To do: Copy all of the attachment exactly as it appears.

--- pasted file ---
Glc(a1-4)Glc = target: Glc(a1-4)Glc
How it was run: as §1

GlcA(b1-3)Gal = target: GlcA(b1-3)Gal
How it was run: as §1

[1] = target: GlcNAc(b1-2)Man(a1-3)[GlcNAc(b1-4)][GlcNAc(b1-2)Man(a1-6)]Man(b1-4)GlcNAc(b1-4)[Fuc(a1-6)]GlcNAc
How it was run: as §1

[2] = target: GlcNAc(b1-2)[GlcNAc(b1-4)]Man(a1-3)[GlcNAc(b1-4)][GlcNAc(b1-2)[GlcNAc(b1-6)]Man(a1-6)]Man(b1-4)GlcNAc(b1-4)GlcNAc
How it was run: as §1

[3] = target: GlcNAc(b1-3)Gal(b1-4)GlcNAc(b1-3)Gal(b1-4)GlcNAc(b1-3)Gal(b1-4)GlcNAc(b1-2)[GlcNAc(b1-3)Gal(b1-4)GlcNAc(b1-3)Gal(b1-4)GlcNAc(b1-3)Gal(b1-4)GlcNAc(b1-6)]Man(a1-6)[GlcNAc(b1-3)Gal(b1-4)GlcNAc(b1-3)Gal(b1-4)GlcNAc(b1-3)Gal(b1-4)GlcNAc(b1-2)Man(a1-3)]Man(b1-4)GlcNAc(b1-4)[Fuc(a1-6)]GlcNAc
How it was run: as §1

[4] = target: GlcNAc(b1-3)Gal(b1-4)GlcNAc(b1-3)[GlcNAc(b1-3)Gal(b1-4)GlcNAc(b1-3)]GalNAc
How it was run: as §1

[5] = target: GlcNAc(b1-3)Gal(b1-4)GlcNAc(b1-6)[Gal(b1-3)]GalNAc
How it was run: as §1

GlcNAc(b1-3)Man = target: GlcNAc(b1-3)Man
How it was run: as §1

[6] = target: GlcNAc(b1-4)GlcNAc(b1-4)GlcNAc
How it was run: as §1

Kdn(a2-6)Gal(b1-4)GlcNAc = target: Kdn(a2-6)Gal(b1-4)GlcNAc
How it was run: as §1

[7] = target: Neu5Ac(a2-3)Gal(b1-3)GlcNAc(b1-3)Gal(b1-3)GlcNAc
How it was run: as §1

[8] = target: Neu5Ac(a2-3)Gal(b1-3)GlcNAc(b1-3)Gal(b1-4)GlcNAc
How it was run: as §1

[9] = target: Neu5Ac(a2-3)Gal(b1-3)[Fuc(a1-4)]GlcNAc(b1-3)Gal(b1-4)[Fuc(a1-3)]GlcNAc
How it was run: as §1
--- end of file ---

Glc(a1-4)Glc = target: Glc(a1-4)Glc
How it was run: as §1

GlcA(b1-3)Gal = target: GlcA(b1-3)Gal
How it was run: as §1

[1] = target: GlcNAc(b1-2)Man(a1-3)[GlcNAc(b1-4)][GlcNAc(b1-2)Man(a1-6)]Man(b1-4)GlcNAc(b1-4)[Fuc(a1-6)]GlcNAc
How it was run: as §1

[2] = target: GlcNAc(b1-2)[GlcNAc(b1-4)]Man(a1-3)[GlcNAc(b1-4)][GlcNAc(b1-2)[GlcNAc(b1-6)]Man(a1-6)]Man(b1-4)GlcNAc(b1-4)GlcNAc
How it was run: as §1

[3] = target: GlcNAc(b1-3)Gal(b1-4)GlcNAc(b1-3)Gal(b1-4)GlcNAc(b1-3)Gal(b1-4)GlcNAc(b1-2)[GlcNAc(b1-3)Gal(b1-4)GlcNAc(b1-3)Gal(b1-4)GlcNAc(b1-3)Gal(b1-4)GlcNAc(b1-6)]Man(a1-6)[GlcNAc(b1-3)Gal(b1-4)GlcNAc(b1-3)Gal(b1-4)GlcNAc(b1-3)Gal(b1-4)GlcNAc(b1-2)Man(a1-3)]Man(b1-4)GlcNAc(b1-4)[Fuc(a1-6)]GlcNAc
How it was run: as §1

[4] = target: GlcNAc(b1-3)Gal(b1-4)GlcNAc(b1-3)[GlcNAc(b1-3)Gal(b1-4)GlcNAc(b1-3)]GalNAc
How it was run: as §1

[5] = target: GlcNAc(b1-3)Gal(b1-4)GlcNAc(b1-6)[Gal(b1-3)]GalNAc
How it was run: as §1

GlcNAc(b1-3)Man = target: GlcNAc(b1-3)Man
How it was run: as §1

[6] = target: GlcNAc(b1-4)GlcNAc(b1-4)GlcNAc
How it was run: as §1

Kdn(a2-6)Gal(b1-4)GlcNAc = target: Kdn(a2-6)Gal(b1-4)GlcNAc
How it was run: as §1

[7] = target: Neu5Ac(a2-3)Gal(b1-3)GlcNAc(b1-3)Gal(b1-3)GlcNAc
How it was run: as §1

[8] = target: Neu5Ac(a2-3)Gal(b1-3)GlcNAc(b1-3)Gal(b1-4)GlcNAc
How it was run: as §1

[9] = target: Neu5Ac(a2-3)Gal(b1-3)[Fuc(a1-4)]GlcNAc(b1-3)Gal(b1-4)[Fuc(a1-3)]GlcNAc
How it was run: as §1